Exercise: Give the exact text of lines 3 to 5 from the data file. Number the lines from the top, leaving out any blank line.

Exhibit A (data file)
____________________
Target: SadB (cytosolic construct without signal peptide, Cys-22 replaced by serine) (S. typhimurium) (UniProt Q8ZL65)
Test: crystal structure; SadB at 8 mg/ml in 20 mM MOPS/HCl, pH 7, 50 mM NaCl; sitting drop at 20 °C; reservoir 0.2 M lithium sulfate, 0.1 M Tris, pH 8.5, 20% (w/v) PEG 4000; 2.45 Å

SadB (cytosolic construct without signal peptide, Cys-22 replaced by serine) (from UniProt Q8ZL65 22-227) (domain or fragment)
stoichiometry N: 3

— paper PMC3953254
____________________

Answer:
SadB (cytosolic construct without signal peptide, Cys-22 replaced by serine) (from UniProt Q8ZL65 22-227) (domain or fragment)
stoichiometry N: 3

— paper PMC3953254